% Change M/M, All Urban Consumers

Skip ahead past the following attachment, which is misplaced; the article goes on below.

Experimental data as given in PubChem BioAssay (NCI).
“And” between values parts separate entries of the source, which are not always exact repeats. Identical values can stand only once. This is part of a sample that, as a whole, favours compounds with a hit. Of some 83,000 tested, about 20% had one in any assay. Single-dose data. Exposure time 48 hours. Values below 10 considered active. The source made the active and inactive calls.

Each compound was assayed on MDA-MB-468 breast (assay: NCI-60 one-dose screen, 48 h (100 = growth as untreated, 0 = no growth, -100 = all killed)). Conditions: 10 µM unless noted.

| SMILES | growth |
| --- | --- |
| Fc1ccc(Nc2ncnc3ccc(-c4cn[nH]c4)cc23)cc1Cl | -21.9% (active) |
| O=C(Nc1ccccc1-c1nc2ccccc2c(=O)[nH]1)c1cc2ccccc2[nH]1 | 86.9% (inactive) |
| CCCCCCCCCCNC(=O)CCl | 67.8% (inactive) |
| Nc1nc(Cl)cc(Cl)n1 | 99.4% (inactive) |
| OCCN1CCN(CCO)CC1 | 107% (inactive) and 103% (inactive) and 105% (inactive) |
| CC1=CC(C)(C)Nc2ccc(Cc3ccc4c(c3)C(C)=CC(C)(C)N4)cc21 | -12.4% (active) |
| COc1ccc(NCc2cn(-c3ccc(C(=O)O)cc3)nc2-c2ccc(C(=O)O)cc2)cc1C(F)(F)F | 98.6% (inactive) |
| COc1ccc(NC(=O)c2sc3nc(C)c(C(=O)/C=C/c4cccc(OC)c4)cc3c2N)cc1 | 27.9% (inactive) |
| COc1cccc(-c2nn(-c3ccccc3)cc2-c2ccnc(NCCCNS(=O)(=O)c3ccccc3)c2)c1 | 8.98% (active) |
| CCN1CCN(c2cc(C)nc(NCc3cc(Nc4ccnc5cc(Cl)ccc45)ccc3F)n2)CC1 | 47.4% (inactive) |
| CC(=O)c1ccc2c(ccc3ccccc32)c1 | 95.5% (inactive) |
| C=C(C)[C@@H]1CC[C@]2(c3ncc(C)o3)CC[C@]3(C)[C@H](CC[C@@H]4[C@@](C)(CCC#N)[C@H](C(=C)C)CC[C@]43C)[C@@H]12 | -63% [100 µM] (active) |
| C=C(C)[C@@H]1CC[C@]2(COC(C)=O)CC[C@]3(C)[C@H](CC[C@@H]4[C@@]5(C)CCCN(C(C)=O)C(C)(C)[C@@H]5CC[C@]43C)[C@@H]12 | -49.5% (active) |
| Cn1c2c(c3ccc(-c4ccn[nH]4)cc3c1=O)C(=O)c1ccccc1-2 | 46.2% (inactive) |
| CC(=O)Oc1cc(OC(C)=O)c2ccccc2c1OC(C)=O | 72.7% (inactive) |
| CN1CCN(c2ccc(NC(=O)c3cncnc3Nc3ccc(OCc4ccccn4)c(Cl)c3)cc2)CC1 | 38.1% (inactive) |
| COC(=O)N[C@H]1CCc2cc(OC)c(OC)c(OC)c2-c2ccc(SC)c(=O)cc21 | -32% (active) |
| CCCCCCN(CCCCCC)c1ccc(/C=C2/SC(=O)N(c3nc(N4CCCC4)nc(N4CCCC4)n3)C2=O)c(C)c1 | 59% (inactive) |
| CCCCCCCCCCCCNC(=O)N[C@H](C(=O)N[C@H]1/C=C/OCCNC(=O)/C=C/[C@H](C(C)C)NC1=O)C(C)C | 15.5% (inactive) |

The core consumer price index, which excludes food and energy, increased 0.1 percent in November following three consecutive months at zero. The cost of rental housing helped drive the increase as the rent index rose 0.2 percent, a trend that is in line with private surveys of the apartment market. The increase in the core CPI is a hopeful sign that the potential for deflation has diminished. The Federal Reserve’s quantitative easing program and the $858 billion tax package signed into law on Friday will further reduce the chances of deflation. On the other hand, many analysts think these measures, the weak dollar and the continuing growth of the deficit are setting the stage for a serious bout of inflation. Others think the outlook for inflation is benign due to excess capacity in the labor market, factories and real estate that will be slow to return to normal levels. A near-term spike in the broad inflation indexes is unlikely despite volatile food, energy and commodities prices. Expect inflation to remain tame over the next two years, ramping up gradually to a more normal range of 2 to 3 percent. Even if inflation remains low, concern over inflation may be pushing investors toward hard assets including commercial real estate, which is viewed as an inflation hedge.